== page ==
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Araw ng Kasarinlan, Paninindigan, Pagbabago at Kabataan sa Barcelona

11 Jun

Ang poster para sa taong ito. Kabataan, manindigan para sa Pagbabago ng Bayan.

Bilang paggunita sa Araw ng Kasarinlan ng Pilipinas at ika-150 anibersaryo ni Gat José Rizal, muling dadausin ang taunang pagdiriwang ng mga Filipino sa Barcelona sa pangunguna ng iba’t ibang asosasyon na napapabilang sa Kapulungan ng mga Lider Pinoy sa Barcelona (KALIPI) at sa pakikipagtulungan ng Embahada at Konsulado ng Pilipinas at ng Ayuntamiento de Barcelona. Ang programa ay gaganapin ngayong Linggo, ika-12 ng Hunyo sa Plaça dels Angels, harapan ng MACBA, Barcelona, Spain. Sisimulan ang tanghalian (a las 12) ng Food Festival at mga Palarong Pinoy. At kung gusto ninyo naman ng basketball, may  Basketball Friendship Game sa Poliesportiu Can Ricart, Calle Sant Pau, a las 9 ng umaga. Para malaman ang kompletong programa, maaaring i-dowload ito: Programa Philippine Independence Day Barcelona

Mawawalan ba ng artista? Maraming artista! Isa na siya:

Pagkatapos ng konsiyerto niya sa iba’t ibang lugar sa Espanya, muli nating masisilayan si Alexandra ngayong Linggo!

‘Kinatay’, ‘Pinoy Sunday’ at First Casa Asia Film Week

4 Jun

Two award-winning Pinoy films along with other 28 Asian films will be screened in the first Casa Asia Film Week.

‘Kinatay’ (The Execution of P), the film which earned Brillante Mendoza the Best Director award in the 2009 Cannes Film Festival, besting the likes of Quentin Tarantino (Inglorious Basterds) and Ang Lee (Taking Woodstock), will be shown for free on 07 June, Tuesday, at 6:15 p.m. at Sala Samarcanda, Casa Asia,  Avenida Diagonal 373, Barcelona. R18.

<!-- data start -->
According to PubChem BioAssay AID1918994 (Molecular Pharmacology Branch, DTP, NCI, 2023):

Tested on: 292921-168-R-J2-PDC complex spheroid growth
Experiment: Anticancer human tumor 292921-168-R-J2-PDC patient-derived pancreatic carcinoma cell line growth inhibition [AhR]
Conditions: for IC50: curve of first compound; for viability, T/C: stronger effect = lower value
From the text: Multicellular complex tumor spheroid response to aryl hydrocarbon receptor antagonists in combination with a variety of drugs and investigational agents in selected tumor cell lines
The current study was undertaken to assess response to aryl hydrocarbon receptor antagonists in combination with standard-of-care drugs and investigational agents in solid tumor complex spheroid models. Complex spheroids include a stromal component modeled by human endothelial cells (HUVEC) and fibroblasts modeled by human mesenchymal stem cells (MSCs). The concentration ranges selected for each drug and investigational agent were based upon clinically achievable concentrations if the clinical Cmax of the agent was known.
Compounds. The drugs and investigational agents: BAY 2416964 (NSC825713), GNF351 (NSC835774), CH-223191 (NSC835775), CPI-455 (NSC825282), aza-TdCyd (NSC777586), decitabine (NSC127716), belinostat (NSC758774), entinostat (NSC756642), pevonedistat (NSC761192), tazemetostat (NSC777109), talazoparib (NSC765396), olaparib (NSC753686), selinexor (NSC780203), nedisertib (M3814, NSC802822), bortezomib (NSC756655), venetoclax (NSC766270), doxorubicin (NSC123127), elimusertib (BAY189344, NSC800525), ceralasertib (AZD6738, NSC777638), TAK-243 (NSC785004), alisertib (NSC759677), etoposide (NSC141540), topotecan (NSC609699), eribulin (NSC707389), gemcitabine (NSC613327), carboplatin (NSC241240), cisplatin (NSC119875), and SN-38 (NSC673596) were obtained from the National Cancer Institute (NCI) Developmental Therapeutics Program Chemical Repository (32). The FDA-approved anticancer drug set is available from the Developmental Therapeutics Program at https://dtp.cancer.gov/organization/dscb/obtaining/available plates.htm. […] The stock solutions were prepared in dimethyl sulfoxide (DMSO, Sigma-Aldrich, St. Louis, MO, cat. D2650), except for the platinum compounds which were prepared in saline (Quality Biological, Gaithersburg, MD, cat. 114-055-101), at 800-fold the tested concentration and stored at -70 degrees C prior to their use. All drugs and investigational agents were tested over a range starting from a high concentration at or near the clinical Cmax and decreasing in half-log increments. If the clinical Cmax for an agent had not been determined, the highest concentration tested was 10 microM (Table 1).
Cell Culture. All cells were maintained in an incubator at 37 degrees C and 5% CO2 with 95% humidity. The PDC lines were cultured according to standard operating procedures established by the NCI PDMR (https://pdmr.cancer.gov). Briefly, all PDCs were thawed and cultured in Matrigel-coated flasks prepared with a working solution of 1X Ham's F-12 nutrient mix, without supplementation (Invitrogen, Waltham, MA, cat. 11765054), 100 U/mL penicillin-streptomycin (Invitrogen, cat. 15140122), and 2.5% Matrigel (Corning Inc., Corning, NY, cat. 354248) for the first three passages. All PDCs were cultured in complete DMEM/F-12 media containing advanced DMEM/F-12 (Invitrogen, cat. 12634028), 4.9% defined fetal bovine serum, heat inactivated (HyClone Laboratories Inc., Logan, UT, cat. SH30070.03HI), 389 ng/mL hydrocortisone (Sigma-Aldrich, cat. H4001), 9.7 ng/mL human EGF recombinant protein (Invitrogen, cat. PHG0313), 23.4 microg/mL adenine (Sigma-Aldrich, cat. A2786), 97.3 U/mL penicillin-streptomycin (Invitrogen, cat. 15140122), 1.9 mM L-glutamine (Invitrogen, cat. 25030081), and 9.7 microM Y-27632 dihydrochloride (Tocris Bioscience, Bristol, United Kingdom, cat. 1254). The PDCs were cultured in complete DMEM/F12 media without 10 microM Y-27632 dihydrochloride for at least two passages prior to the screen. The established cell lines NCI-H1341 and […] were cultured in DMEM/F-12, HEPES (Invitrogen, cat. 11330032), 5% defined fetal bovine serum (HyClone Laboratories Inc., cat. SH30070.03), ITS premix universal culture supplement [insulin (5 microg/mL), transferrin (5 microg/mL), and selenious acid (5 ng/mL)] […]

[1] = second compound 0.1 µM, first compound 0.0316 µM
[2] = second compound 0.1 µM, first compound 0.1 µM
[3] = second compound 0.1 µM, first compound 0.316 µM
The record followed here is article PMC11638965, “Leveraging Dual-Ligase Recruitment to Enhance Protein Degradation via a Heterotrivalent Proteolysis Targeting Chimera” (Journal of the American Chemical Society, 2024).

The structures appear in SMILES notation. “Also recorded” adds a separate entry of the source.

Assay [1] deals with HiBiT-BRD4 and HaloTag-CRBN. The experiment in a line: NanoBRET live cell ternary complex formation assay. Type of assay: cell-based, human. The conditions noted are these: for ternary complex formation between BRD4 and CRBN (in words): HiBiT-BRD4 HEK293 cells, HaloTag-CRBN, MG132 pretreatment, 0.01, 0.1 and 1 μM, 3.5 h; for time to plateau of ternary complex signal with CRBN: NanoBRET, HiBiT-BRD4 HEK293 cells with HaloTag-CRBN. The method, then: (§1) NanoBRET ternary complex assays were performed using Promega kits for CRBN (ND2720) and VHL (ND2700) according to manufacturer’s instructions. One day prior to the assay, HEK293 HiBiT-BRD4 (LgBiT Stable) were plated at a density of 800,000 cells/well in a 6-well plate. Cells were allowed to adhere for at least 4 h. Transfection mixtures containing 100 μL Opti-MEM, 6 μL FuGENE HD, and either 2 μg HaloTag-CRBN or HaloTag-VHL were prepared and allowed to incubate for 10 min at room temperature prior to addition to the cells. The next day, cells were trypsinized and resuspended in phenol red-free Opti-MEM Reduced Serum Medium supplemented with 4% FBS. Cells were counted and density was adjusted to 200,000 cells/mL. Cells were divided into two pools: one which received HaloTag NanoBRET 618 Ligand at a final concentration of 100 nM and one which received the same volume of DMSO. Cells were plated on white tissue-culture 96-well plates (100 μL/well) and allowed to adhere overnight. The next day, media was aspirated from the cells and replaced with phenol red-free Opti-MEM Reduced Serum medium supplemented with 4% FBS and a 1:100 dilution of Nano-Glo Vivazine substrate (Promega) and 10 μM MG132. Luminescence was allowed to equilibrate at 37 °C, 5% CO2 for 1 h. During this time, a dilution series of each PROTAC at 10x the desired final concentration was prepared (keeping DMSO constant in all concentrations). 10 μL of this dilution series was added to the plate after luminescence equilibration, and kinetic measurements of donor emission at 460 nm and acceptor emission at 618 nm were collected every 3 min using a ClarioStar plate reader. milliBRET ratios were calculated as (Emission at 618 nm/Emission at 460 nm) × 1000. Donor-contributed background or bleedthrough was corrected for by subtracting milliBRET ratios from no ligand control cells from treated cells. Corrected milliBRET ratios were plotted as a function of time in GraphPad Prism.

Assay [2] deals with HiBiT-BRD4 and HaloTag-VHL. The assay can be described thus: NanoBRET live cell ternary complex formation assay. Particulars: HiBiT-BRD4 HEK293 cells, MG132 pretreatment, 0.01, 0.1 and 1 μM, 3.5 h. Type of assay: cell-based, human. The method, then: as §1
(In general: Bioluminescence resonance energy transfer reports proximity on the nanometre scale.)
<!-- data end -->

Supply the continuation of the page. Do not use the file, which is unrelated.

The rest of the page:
‘Pinoy Sunday’, directed by another Cannes winner, Malaysian filmmaker Wi Ding Ho, features popular Pinoy actors and actresses and talks about the lives of Filipino migrant workers, minus the drama, plus a discarded red sofa. The film will be shown at Cinemas Girona  (C/Girona 175) from 10 June -11 June, Friday and Saturday, 4 p.m. You may check out the trailer below:

Casa Asia Film Week takes over BAFF (Barcelona Asian Film Festival ) after it bade goodbye last year.  Films will be shown at Casa Asia and Cinemes Girona, Barcelona, Spain from 06 June – 12 June.  The Film Week does not only aim to showcase films from Asia but also to serve as a medium that will promote the presence of Asian films in Spanish movie houses.

Watch the super cool trailer of Casa Asia Film Week:

To see the Festival program, you may download the following:

Programaci_n_Portal_Asia-CAFW_definitiu

For more information, you may check the Festival’s official websites:

http://www.casaasiafilmweek.es/

http://www.casaasia.es/

Filipinos at the Centro de Cultura Contemporanea de Barcelona

28 May

You can see the fruits of their hard work at CCCB this Tuesday, 31 May, 8:30 p.m.

A team of Filipinos will soon be presenting their film, a creative documentary about a young man and a young woman and their journey from the Philippines to Spain, at the Centro de Cultura Contemporánea de Barcelona (CCCB). The team is composed of first and second generation Filipino migrants Rodel Juacalla, Ian Albert Pring Reyes, and Louie Simbe, under the direction of Kay S. Abaño.